They say that a gaffe, in politics, is speaking the truth at the wrong time. That certainly was the case when President Obama, meeting with Russian Premier Medvedev (back to P.M., I believe, since Putin's restoration as President), told Medvedev that "after the elections, we will have more flexibility" in our negotiations with them on mutual nuclear arms reduction. Problem was, there was an open microphone nearby and Obama did not know it.
Mitt Romney and others wasted no time in assailing the President's appeasement of "our enemy", calling him everything short of a Commie traitor. His statement's truth was proved by the reaction: how can one negotiate--leave aside the fact that the Russians are our partners in reducing nuclear arms and improving monitoring of nuclear facilities--when the prevailing response is a feral attack mode, forgetting that the Cold War ended 20+ years ago, and when the slightest new indication will be barraged with criticism? This will be true of many more issues going beyond foreign policy, as well: the debt ceiling, taxes, budgeting, etc. Nothing is going to happen until 2013, regardless of who wins the election. Nevertheless, it was truly a mistake, and by the President himself.
Defined by his Friends and a 8" X 10" Toy
A "reset" of a different kind from the one Obama has attempted--with some success--in his dealings with Russia came from one of Mitt Romney's leading campaign officers. In an unguarded moment, he explained to some reporters that Romney's right-wing stance on the issues for the primaries would be no burden in the general election campaign. "He'll be able to reset--like an Etch-a-Sketch" (I paraphrase).
This was one of those truths that would damage anytime or place that it would be spoken in public, particularly coming from Romney's own camp. Of course, the general election now will start with Rick Santorum's suspension of his campaign, so Romney has a transition period of 3-4 months to mix his pretend hard-right posture (though who really knows what's pretend and what is real with him?) with some flavoring of the moderate positions he will want to take on for the main event. It won't be quite "Etch-a-Sketch" fast, but the lingering impression that he gives anyway of a panderer willing to pivot on a dime and say anything to get himself elected was etched into more permanent form by this gaffe.
We Miss You Already, Ozzie
Ozzie Guillen left his position as the Chicago White Sox' manager in the offseason for a new contract with the newly-renamed, newly-ballparked Miami Marlins. He left behind a deep trail of public relations disasters, verbal outbursts, and provocative statements. So, it came as no surprise when he stepped in it verbally this week in an interview with Time Magazine, saying he "loved" Fidel Castro; he didn't mean it romantically, but instead marveled in "respect" for Castro's ability to survive decades of confrontation with his big bad neighbor, the US.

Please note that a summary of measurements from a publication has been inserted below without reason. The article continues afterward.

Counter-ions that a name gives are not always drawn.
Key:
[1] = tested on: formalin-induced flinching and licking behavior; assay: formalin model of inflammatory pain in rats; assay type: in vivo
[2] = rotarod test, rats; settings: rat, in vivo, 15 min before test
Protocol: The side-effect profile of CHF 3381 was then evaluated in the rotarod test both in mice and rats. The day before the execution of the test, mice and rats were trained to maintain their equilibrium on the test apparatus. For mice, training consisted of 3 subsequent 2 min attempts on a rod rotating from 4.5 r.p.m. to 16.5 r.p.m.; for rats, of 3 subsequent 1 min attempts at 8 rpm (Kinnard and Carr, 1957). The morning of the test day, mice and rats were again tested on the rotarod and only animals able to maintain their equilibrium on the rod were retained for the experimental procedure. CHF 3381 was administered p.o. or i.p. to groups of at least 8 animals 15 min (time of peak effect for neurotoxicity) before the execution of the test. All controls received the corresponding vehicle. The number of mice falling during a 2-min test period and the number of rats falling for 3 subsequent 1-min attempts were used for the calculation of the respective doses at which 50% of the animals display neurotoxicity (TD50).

The problem was not what he said, but where he is when he said it. I'm no fan of Castro, who is without doubt a murdering, Stalinist tyrant who has caused incalculable damage to Cuba's economy over the last 50 years, but it is undeniably true that Castro has successfully given us the finger, defeating coup attempts we have sponsored as well as assassination attempts. So, Ozzie was right, but very wrong in provoking the local Cuban refugee population, who define themselves by their hatred for Castro.
Guillen was suspended for five games; he seems to have accepted his punishment, including giving a rambling public apology, rather than stand upon his rights to free speech, which surely have been violated by his employer. This has nothing to do with baseball (though Castro was supposedly a serious major league prospect in the '50's: imagine how history might have changed if he had made it!) or the conduct of his job, and everything with toning down his un-American opinions (he's a native Venezuelan, the current Latin American bugaboos for national zealots) to appease his self-righteous local fan base.
The Chicago press jumped onto the Marlins' side; rather than just "Ozzie's like that, you have to get used to it" or even defending his right to an unpopular opinion (what one should expect from journalists), their opinion was to the effect of "we're so glad you're gone so we don't have to deal with this anymore". Actually, they don't realize that Guillen was broadly popular as a guy daring to speak his mind honestly--a rare quality in public figures these days--and I think it's because they feel guilty for not exposing some of the more lurid things he said back in Chicago.
I've admired the Marlins' past ability to rise to the top (two World Series championships in a fairly short history), then disperse and rebuild, despite a weak fan base and a (previously) crummy stadium. I'm writing them off this time, though.